China rejects Indian accusation of providing asylum to ULFA leaders

1084

BEIJING, Oct 23 (APP)::A Chinese foreign ministry’s spokesperson Tuesday rejected the accusation of providing asylum to the leaders of the United Liberation Front of Assam (ULFA), including Paresh Baruch, saying their government did not interfere in internal affairs of other countries.
“I want to emphasize that the Chinese government has consistently adhered to the principle of non-interference in the internal affairs of other countries. This position has not changed and will not change,” Hua Chunying said during her regular briefing while commenting on a question regarding India’s request that China should not provide asylum to the leaders of Assam United Liberation Front.
To another question about India’s request for Chinese support in listing Masood Azhar in the United Nations, she said,“We have repeatedly stated China’s position. China has always actively participated in international anti-terrorism cooperation, and at the same time made judgments based on the merits of the matter itself.”
The request has reportedly been made to Chinese State Councilor and Minister of Public Security Zhao Kezhi, who is currently visiting New Delhi.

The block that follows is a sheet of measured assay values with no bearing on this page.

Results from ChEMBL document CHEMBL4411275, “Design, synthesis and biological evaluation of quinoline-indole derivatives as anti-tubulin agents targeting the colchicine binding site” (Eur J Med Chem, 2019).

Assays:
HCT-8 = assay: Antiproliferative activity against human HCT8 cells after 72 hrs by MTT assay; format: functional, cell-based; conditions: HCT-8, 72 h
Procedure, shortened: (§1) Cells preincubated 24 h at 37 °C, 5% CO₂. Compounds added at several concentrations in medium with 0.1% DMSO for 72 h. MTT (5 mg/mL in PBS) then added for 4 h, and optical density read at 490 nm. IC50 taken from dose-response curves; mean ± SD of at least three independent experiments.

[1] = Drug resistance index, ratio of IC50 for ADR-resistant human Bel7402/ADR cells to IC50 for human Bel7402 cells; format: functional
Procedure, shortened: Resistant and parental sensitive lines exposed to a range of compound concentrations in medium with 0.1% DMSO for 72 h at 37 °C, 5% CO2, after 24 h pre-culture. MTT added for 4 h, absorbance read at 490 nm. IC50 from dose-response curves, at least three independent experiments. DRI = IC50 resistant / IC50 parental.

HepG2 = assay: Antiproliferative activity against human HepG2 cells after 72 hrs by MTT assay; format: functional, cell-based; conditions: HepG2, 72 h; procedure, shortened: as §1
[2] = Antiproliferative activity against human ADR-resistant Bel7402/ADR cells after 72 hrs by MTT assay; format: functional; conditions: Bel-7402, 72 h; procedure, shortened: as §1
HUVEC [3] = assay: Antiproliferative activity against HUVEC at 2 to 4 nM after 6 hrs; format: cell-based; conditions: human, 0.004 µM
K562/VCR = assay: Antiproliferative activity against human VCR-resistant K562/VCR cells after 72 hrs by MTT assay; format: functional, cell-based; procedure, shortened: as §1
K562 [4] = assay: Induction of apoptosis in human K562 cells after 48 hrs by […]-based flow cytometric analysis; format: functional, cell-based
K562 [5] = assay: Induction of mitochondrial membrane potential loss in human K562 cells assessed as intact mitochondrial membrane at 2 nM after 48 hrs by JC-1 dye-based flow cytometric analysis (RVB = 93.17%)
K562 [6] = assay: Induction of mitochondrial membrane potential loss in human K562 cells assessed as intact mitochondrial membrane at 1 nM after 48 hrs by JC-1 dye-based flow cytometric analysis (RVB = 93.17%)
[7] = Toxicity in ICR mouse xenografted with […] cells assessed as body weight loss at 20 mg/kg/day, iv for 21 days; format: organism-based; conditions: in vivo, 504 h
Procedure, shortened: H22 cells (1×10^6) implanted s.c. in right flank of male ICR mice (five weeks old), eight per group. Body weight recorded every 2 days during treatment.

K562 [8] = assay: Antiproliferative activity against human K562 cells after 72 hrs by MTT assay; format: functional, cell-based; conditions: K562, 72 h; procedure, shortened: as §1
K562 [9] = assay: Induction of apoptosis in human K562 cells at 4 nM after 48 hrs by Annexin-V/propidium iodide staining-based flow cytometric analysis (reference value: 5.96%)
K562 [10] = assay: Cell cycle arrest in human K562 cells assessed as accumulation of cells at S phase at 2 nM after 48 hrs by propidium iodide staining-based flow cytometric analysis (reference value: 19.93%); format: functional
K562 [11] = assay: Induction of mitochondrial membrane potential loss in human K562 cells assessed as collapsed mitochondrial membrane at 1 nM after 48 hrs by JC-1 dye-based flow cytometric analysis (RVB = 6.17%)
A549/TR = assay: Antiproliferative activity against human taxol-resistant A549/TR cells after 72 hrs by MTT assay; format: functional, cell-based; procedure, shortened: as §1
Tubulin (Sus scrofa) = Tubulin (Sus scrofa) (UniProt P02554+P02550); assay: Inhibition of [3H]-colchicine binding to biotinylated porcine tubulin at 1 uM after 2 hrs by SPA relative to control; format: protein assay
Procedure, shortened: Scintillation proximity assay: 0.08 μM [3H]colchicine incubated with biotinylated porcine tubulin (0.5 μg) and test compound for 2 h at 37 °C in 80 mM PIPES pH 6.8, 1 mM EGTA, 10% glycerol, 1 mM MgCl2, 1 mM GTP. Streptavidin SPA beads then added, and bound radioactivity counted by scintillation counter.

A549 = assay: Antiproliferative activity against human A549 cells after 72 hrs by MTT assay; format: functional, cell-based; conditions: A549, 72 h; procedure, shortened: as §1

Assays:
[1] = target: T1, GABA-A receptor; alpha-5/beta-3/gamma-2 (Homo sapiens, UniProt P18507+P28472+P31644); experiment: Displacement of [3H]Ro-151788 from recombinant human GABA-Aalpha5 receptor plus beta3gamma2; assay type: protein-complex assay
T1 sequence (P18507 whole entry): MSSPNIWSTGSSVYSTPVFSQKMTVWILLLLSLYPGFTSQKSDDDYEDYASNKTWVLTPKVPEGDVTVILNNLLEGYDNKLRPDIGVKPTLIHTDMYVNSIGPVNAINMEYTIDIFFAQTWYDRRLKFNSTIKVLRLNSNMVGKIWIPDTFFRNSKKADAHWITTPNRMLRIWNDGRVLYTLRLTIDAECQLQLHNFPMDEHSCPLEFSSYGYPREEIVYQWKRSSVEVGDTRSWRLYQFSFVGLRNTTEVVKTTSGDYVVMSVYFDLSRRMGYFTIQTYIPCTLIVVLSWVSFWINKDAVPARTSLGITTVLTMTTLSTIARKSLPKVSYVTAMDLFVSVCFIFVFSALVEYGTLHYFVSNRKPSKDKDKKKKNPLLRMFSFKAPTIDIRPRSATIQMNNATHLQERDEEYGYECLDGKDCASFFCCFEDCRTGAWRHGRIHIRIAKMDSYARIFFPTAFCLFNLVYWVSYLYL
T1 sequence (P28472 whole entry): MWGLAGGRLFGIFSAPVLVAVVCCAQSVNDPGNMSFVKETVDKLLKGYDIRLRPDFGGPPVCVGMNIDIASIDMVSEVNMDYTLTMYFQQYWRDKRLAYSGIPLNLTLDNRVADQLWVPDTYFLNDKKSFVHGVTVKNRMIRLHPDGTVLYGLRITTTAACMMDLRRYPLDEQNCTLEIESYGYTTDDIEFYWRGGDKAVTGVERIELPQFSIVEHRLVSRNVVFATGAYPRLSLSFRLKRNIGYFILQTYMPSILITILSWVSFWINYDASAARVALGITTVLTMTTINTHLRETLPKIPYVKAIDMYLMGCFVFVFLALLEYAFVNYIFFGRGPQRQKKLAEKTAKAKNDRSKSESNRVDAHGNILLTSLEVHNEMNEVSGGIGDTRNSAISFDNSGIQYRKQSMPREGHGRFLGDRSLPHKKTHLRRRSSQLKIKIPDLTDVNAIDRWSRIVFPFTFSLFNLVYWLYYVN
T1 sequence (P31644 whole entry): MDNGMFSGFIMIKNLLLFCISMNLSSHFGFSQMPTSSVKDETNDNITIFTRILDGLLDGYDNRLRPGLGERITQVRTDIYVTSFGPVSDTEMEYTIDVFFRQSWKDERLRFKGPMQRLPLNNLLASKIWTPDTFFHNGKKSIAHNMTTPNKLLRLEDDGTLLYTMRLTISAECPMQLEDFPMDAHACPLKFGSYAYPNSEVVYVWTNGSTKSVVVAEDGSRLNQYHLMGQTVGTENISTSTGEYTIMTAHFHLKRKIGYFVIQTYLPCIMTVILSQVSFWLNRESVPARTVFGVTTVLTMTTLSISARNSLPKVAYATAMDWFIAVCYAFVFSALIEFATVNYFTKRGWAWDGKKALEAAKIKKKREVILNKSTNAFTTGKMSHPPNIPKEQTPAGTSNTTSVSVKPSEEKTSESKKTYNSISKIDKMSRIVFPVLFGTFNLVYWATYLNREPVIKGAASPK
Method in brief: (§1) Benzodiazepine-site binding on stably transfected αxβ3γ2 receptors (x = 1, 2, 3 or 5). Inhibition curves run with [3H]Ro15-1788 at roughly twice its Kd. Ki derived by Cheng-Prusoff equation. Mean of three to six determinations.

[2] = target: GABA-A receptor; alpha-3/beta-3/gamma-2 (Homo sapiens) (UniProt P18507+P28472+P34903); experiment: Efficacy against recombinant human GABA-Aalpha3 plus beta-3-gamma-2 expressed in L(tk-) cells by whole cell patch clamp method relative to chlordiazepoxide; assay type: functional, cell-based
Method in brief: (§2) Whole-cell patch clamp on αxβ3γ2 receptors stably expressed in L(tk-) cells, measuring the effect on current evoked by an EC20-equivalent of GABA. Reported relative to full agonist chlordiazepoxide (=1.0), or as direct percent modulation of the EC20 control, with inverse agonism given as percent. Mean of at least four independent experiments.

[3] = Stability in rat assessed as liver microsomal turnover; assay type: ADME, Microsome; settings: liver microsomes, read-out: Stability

Hua Chunying said during the first high-level meeting on law enforcement security, the Chinese State Councilor and Minister of Public Security and Indian Interior Minister Rajnath Singh jointly signed a cooperation agreement.
This agreement was of great significance for advancing the development of China-India relations and enhancing the level of law enforcement security cooperation between the two countries, she added.
She opined that strengthening cooperation in the field of law enforcement and security cooperation between the two sides would help provide a safe and stable environment for the common development and prosperity of the two countries.
Hua Chunying said the two sides would focus on counter-terrorism, cracking down on separatist forces, and carrying out more pragmatic cooperation in future to jointly prevent transnational crimes such as separatist forces and counterfeit currency crimes, telecom fraud, and drug crimes.
“At the same time, it will continue to expand the channels of communication and cooperation between law enforcement agencies of both sides, and effectively protect the safety of other countries’ projects, institutions, and personnel in the country,” she added.